Mood can be defined as the speaker's attitude. A writer uses different modes in his writing to make it more impressive and expressive. In this article, definition for mood in literature along with mood as literary terms has been vividly discussed.

Definition For Mood In Literature

Mood can be defined as the speaker’s attitude. A writer uses different modes in his writing to make it more impressive and expressive. In this article, definition for mood in literature along with mood as literary terms has been vividly discussed.

What is Mood?

In grammar, the mood is a form of speaker’s attitude. It is a state of mind. It is the conceptual image of the verb ‘he or she’ is using. Aspect is a range of meaning expressed by the verb form and tense is a verb form showing the time of action or state expressed by the verbs.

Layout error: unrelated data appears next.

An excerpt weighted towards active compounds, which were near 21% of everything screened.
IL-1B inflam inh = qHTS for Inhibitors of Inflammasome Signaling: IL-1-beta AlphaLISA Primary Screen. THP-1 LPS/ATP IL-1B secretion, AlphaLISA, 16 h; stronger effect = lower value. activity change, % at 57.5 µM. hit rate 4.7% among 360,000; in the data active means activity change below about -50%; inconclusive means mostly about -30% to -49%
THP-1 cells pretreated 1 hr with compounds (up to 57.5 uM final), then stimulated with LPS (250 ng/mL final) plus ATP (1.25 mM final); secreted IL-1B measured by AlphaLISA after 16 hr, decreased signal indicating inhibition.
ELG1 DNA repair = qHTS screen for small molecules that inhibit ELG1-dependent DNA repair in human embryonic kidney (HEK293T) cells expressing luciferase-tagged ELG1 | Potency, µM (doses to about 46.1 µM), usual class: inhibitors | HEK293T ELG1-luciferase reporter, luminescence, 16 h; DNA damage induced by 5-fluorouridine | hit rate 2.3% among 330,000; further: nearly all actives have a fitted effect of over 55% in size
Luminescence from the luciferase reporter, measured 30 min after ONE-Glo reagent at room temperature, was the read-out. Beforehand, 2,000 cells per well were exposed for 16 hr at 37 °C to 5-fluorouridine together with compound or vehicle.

Mood is a set of verb forms and inflections, but is used to indicate the speaker’s attitude towards the abilities and possibilities of the behaviors and states expressed.

Kinds of Mood

There are three kinds of mood.

  • Indicative Mood
  • imperative Mood
  • Subjunctive Mood

Indicative Mood:

To use the indicative mood is to make a statement, ask a question or exclamation. It is most commonly used of three moods, i.e. ‘Did you see that light in the sky?’

Imperative Mood

Verbs in the imperative mood give command or make request e.g. ‘stay with me’. ‘Let us play’.

Subjunctive Mood